Three of every ten crashes involves a second impact. New airbags will help keep you safer in these common crashes.
Airbags save lives, but only if they can deploy at exactly the correct time during a crash event. In many types of accidents, such as large animal strikes on the highway, the secondary crashes that occur are the most deadly. IIHS says that 36% of highway animal strikes involve a vehicle that then runs off the road and hits another object or overturns. If airbags deploy only during the first contact, they may not be available for the more severe secondary hits.
According to the National Automotive Sampling System Crashworthiness Data System (NASS-CDS), a division of the National Highway Traffic Safety Administration (NHTSA), about 30 percent of 56,000 vehicle accidents studied involved multi-collisions. Studies show that leading type of multi-collision accidents involved cars crossing the center line (30.8 percent), followed by collisions at highway tollgates (13.5 percent), highway median strip collisions (8.0 percent), and sideswiping and collision with trees and electric poles (4.0 percent). A 2010 study by the Association for the Advancement of Automotive Medicine noted that “…real-world crash analysis has revealed that these secondary impacts are not uncommon and, when they occur, result in a greater risk of fatal and severe occupant injuries.”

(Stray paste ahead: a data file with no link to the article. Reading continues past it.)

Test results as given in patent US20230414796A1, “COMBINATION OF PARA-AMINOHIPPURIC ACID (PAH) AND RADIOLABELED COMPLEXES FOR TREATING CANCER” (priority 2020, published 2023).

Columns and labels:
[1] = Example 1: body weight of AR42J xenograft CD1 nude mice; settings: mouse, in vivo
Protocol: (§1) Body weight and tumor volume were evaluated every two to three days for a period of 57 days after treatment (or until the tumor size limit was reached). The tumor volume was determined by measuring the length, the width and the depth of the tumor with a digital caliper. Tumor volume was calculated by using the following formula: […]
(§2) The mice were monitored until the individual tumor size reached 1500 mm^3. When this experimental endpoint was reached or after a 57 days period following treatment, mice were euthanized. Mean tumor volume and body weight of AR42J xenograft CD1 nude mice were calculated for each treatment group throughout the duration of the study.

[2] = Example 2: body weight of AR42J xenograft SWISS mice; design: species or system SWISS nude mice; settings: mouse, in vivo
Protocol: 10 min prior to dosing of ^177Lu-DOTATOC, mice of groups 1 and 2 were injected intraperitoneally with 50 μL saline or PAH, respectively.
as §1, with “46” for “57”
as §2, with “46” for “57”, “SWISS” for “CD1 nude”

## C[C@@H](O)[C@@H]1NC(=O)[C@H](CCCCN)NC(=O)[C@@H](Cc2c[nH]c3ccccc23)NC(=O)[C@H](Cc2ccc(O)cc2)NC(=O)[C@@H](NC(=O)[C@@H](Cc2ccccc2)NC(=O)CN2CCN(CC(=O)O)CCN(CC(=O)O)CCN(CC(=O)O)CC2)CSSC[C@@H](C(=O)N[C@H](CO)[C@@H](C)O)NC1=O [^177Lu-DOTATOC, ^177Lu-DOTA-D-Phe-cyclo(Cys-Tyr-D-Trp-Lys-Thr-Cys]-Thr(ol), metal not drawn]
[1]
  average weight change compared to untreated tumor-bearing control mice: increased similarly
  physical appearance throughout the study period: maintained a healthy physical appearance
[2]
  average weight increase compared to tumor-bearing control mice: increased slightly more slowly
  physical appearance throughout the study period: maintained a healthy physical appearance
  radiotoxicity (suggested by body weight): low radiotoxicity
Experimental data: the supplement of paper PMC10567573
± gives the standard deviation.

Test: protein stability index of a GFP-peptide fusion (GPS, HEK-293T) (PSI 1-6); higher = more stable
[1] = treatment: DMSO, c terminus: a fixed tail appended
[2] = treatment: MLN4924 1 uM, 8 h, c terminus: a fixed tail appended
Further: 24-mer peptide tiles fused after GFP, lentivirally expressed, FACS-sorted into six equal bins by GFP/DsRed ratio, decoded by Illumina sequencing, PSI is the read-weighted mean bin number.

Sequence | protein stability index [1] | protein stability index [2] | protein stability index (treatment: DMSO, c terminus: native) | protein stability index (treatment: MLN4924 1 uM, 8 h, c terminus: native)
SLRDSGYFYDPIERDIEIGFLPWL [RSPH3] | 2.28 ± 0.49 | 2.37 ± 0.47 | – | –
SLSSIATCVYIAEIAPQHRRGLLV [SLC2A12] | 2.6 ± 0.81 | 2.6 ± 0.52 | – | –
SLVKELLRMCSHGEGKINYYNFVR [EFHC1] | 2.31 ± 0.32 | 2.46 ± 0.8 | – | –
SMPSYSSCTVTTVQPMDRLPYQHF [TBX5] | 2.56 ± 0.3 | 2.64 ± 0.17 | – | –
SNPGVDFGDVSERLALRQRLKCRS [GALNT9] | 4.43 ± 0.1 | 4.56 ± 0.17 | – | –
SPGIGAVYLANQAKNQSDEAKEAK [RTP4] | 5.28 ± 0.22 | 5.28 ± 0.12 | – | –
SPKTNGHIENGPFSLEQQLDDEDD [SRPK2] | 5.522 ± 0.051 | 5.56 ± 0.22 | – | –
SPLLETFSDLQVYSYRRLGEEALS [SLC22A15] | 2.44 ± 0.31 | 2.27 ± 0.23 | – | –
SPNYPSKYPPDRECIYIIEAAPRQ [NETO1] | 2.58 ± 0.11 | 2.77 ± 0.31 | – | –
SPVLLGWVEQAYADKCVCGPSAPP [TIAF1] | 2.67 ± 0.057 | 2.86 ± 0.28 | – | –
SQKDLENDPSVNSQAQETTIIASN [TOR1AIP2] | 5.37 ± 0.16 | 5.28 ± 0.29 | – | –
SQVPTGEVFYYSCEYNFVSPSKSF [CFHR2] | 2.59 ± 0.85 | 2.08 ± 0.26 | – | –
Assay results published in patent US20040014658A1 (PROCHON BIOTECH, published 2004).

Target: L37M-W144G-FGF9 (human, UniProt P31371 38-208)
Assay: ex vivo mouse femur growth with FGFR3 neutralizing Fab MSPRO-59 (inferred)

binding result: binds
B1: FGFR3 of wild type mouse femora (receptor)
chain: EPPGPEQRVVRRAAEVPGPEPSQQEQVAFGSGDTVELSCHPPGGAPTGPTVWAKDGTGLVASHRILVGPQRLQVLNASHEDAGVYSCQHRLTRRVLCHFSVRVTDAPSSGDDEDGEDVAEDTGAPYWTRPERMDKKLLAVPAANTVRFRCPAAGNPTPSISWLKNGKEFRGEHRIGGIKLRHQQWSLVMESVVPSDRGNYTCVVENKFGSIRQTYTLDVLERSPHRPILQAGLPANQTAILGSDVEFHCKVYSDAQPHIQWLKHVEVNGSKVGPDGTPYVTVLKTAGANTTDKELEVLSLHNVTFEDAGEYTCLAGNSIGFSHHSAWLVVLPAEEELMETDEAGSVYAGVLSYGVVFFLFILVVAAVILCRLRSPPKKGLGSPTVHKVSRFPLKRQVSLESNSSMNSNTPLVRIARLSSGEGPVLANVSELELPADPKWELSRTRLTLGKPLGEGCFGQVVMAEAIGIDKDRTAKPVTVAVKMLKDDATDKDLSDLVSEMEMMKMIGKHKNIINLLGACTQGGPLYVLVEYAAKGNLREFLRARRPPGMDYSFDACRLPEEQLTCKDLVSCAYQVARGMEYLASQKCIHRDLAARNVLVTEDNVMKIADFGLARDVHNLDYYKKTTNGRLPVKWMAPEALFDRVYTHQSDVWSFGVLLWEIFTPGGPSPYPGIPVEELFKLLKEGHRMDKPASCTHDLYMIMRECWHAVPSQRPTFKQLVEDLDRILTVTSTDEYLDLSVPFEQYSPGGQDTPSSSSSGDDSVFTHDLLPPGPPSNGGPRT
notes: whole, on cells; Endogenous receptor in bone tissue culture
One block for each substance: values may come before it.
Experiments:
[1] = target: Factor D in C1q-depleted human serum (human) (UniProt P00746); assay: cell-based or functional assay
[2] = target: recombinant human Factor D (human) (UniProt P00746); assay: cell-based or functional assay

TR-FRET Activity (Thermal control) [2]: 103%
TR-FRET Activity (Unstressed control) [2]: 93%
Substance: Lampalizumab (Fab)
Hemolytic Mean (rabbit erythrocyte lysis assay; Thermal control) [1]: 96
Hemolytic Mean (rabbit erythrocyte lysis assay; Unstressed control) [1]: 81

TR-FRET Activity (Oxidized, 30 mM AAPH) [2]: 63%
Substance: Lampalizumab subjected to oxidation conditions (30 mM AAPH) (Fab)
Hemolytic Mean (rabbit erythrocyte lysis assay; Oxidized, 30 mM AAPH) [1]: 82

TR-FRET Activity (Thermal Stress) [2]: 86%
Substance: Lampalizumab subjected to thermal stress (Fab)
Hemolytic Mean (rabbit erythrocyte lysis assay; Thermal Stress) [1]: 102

Automakers like Hyundai recognize this reality and are now moving to make airbags that can protect passengers in both primary and subsequent impacts during a crash. One of the biggest challenges to engineers designing these new systems is passenger location. Ahead of primary impacts, passengers are usually where they are expected to be. Sitting upright in their seats. However, after an impact, passengers can be thrown into an unexpected position. So these new airbag systems will start with position sensors to instantly detect where passengers are after the first impact.
Hyundai has found that multi-collision airbag systems need to be designed to deploy even faster when initial safety systems may not be effective. The company says that by recalibrating the collision intensity required for deployment, the airbag system responds more promptly during the secondary impact, thereby improving the safety of multi-collision vehicle occupants.
“By improving airbag performance in multi-collision scenarios, we expect to significantly improve the safety of our drivers and passengers,” said Taesoo Chi, head of Chassis Technology Center at Hyundai Motor Group. “We will continue our research on more diverse crash situations as part of our commitment to producing even safer vehicles that protect occupants and prevent injuries.”
Hyundai and Kia plan to develop the new airbag systems and commercialize them via future passenger car models.
Image Note: Mini crash image courtesy of the Campton-Thornton NH Fire & Rescue